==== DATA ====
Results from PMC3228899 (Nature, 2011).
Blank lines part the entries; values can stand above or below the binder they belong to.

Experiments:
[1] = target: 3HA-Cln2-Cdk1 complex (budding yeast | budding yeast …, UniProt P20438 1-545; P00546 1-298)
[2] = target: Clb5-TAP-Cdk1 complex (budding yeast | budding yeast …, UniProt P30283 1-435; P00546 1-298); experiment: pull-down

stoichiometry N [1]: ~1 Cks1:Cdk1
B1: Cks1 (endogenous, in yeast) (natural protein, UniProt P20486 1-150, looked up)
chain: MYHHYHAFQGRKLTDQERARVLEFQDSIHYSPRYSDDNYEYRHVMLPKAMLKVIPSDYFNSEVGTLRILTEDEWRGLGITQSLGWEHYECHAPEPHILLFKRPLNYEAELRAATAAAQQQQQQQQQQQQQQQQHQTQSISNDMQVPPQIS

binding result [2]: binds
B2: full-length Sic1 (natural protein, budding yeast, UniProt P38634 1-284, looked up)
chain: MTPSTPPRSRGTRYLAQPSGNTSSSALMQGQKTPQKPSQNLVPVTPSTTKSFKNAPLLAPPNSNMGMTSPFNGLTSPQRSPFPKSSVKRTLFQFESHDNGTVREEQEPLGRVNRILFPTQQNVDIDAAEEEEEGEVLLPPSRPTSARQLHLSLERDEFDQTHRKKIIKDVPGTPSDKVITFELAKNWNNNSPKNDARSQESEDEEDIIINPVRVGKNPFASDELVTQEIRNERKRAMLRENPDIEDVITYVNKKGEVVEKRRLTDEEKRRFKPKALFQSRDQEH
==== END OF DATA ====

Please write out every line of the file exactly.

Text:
Results from PMC3228899 (Nature, 2011).
Blank lines part the entries; values can stand above or below the binder they belong to.

Experiments:
[1] = target: 3HA-Cln2-Cdk1 complex (budding yeast | budding yeast …, UniProt P20438 1-545; P00546 1-298)
[2] = target: Clb5-TAP-Cdk1 complex (budding yeast | budding yeast …, UniProt P30283 1-435; P00546 1-298); experiment: pull-down

stoichiometry N [1]: ~1 Cks1:Cdk1
B1: Cks1 (endogenous, in yeast) (natural protein, UniProt P20486 1-150, looked up)
chain: MYHHYHAFQGRKLTDQERARVLEFQDSIHYSPRYSDDNYEYRHVMLPKAMLKVIPSDYFNSEVGTLRILTEDEWRGLGITQSLGWEHYECHAPEPHILLFKRPLNYEAELRAATAAAQQQQQQQQQQQQQQQQHQTQSISNDMQVPPQIS

binding result [2]: binds
B2: full-length Sic1 (natural protein, budding yeast, UniProt P38634 1-284, looked up)
chain: MTPSTPPRSRGTRYLAQPSGNTSSSALMQGQKTPQKPSQNLVPVTPSTTKSFKNAPLLAPPNSNMGMTSPFNGLTSPQRSPFPKSSVKRTLFQFESHDNGTVREEQEPLGRVNRILFPTQQNVDIDAAEEEEEGEVLLPPSRPTSARQLHLSLERDEFDQTHRKKIIKDVPGTPSDKVITFELAKNWNNNSPKNDARSQESEDEEDIIINPVRVGKNPFASDELVTQEIRNERKRAMLRENPDIEDVITYVNKKGEVVEKRRLTDEEKRRFKPKALFQSRDQEH